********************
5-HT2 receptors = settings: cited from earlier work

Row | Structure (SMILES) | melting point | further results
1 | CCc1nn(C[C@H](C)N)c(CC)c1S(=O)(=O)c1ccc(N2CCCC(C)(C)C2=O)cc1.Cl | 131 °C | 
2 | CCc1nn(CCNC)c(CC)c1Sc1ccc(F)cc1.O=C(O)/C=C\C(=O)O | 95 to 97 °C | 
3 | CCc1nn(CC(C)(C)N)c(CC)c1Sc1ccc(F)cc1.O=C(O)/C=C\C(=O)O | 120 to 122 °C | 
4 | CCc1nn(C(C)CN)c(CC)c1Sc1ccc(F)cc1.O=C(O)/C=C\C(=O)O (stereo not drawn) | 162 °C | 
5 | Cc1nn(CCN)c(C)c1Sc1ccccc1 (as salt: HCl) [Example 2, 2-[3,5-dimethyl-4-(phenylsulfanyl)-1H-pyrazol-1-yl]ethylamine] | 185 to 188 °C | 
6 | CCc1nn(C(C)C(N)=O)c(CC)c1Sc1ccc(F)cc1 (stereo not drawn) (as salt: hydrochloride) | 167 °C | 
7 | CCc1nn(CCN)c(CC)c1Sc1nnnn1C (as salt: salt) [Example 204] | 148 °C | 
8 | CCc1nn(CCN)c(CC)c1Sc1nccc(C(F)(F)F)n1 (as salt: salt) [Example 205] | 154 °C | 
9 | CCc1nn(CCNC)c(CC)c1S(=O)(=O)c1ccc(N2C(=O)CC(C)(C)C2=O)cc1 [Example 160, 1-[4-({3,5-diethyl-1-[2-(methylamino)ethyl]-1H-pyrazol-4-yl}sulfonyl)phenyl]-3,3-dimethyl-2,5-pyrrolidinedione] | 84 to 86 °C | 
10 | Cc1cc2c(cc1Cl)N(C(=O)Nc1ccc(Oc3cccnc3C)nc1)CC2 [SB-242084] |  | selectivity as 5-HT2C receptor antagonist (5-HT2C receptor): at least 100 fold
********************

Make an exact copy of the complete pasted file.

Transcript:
5-HT2 receptors = settings: cited from earlier work

Row | Structure (SMILES) | melting point | further results
1 | CCc1nn(C[C@H](C)N)c(CC)c1S(=O)(=O)c1ccc(N2CCCC(C)(C)C2=O)cc1.Cl | 131 °C | 
2 | CCc1nn(CCNC)c(CC)c1Sc1ccc(F)cc1.O=C(O)/C=C\C(=O)O | 95 to 97 °C | 
3 | CCc1nn(CC(C)(C)N)c(CC)c1Sc1ccc(F)cc1.O=C(O)/C=C\C(=O)O | 120 to 122 °C | 
4 | CCc1nn(C(C)CN)c(CC)c1Sc1ccc(F)cc1.O=C(O)/C=C\C(=O)O (stereo not drawn) | 162 °C | 
5 | Cc1nn(CCN)c(C)c1Sc1ccccc1 (as salt: HCl) [Example 2, 2-[3,5-dimethyl-4-(phenylsulfanyl)-1H-pyrazol-1-yl]ethylamine] | 185 to 188 °C | 
6 | CCc1nn(C(C)C(N)=O)c(CC)c1Sc1ccc(F)cc1 (stereo not drawn) (as salt: hydrochloride) | 167 °C | 
7 | CCc1nn(CCN)c(CC)c1Sc1nnnn1C (as salt: salt) [Example 204] | 148 °C | 
8 | CCc1nn(CCN)c(CC)c1Sc1nccc(C(F)(F)F)n1 (as salt: salt) [Example 205] | 154 °C | 
9 | CCc1nn(CCNC)c(CC)c1S(=O)(=O)c1ccc(N2C(=O)CC(C)(C)C2=O)cc1 [Example 160, 1-[4-({3,5-diethyl-1-[2-(methylamino)ethyl]-1H-pyrazol-4-yl}sulfonyl)phenyl]-3,3-dimethyl-2,5-pyrrolidinedione] | 84 to 86 °C | 
10 | Cc1cc2c(cc1Cl)N(C(=O)Nc1ccc(Oc3cccnc3C)nc1)CC2 [SB-242084] |  | selectivity as 5-HT2C receptor antagonist (5-HT2C receptor): at least 100 fold